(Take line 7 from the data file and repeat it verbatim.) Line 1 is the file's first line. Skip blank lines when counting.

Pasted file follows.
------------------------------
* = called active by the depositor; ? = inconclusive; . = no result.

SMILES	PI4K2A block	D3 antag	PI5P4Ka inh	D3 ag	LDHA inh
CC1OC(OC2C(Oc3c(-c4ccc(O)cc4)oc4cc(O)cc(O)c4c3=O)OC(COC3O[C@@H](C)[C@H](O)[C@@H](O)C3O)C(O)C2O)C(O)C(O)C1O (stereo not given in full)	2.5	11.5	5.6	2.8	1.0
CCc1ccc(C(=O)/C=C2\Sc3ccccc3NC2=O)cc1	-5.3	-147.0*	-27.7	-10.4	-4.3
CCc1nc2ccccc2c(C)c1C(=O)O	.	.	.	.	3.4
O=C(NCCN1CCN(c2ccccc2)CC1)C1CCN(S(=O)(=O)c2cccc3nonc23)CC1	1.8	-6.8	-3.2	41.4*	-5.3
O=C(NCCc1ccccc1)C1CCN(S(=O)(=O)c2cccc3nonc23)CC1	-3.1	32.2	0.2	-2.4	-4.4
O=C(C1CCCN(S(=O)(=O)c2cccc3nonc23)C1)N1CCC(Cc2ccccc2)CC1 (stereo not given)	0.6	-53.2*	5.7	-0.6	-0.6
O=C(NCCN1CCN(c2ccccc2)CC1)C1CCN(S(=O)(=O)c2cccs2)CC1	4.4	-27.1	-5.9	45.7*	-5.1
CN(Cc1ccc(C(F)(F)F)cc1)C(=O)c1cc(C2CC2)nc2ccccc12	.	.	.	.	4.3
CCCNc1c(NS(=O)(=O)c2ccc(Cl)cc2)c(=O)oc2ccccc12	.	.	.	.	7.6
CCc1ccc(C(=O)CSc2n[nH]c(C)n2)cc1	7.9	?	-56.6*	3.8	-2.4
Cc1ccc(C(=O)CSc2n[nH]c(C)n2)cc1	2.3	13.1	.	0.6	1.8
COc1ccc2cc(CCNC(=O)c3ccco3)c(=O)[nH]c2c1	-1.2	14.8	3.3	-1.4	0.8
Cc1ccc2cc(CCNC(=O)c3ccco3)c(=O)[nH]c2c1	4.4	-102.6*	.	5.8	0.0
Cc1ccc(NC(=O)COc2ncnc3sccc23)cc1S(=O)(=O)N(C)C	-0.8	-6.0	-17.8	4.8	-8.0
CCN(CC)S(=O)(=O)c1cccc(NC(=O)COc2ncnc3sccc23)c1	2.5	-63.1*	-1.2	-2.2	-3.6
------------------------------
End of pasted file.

O=C(NCCc1ccccc1)C1CCN(S(=O)(=O)c2cccc3nonc23)CC1	-3.1	32.2	0.2	-2.4	-4.4